Original Title: Transfemoral Access Assessment for Transcatheter Aortic Valve Replacement Evidence Based Application of Computed Tomography over Invasive Angiography. Reference: Circ Cardiovas Imaging 2015 DOI:10.1161/CIRCIMAGING.114.0011995.
Courtesy of Dr. Guillermo Migliaro
Transfemoral access for TAVI was introduced in 2006 and is considered first choice. Vascular complications (VCs) are important events that correlate to increased mortality. According to the Valve Academic Research Consortium I (VARC) major VCs are observed in 5 to 23.3% of patients and minor VCs, in 5.6 to 28.3%.
Access site assessment is crucial to prevent post TAVI vascular complications. Vessel diameter, calcification and tortuosity in iliofemoral access vessels are important values that determine the risk of sheath insertion related vascular complications. Among these, vessel diameter in relation to sheath size is considered the factor that best predicts vascular complications. Even though the CT is commonly used to evaluate access sites at iliac and femoral level, no study to date has assessed the value of measurements derived from CT over angiography for the prediction of post TAVI VCs.
The purpose of this study was to compare the predictive value of CT over angiography, to prevent vascular complications and identify the imaging strategy that best predicts vascular complications.
The study reviewed retrospective data from 486 consecutive transfemoral TAVI patients that had received the balloon expandable Edward Sapien in one single center. Primary end point was a combination of sheath related complications defined as iliofemoral arterial injury caused by catheter manipulation (excluding VC related to cannulation site, since these could be caused by multiple factors). Receiver operating characteristic models (ROC) were generated using sheath-to-iliofemoral artery ratios as a variable and SRC as an end point.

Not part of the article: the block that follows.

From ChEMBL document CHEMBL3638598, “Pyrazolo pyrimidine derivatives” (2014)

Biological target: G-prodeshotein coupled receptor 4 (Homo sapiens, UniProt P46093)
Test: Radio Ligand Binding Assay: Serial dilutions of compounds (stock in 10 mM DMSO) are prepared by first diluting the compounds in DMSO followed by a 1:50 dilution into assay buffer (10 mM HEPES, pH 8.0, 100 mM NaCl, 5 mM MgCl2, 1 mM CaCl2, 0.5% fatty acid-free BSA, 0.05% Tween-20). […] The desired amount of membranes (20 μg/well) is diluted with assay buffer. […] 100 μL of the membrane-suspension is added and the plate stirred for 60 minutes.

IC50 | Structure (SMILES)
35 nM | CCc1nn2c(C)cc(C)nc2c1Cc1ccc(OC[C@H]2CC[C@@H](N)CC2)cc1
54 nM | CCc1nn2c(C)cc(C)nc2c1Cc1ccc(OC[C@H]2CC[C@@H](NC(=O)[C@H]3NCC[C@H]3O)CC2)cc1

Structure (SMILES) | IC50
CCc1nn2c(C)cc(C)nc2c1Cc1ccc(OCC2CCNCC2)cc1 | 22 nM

2 cohorts were generated: a contrast CT cohort in which patients had both contrast CT and angiography (n=283), and another in which patients had non contrast CT and angiography (n=103). 110 patients that had only one of the methods were excluded from the analysis.
In patients undergoing contrast CT and angiography (n=283; 35 SRCs), contrast CT showed a greater predictive value than angiography by area under the curve (p<0.001): 0.87 (95% CI 0.82–0.91) versus 0.72 (95% CI 0.66–0.77). In patients undergoing non contrast CT and angiography (n=103; 17 SRCs), there were no significant differences in areas under the curve 0.79 (95% CI 0.70–0.86) versus 0.73 (95% CI 0.63–0.81). Assessments of calcification and tortuosity provided no useful value for SRC prediction.
Assessing vessel diameter by contrast CT has a greater predictive value for post-transcatheter aortic valve replacement vascular complications than angiography, which is why TAVI access site should be evaluated by contrast CT whenever possible.
This is a retrospective study, not randomized, carried out in one single center that presents low events incidence and uses only one valve, unavailable in many countries in Latin America. As in the case of valve annulus measurement, CT seems to be the best method to assess TAVI access site and prevent vascular complications.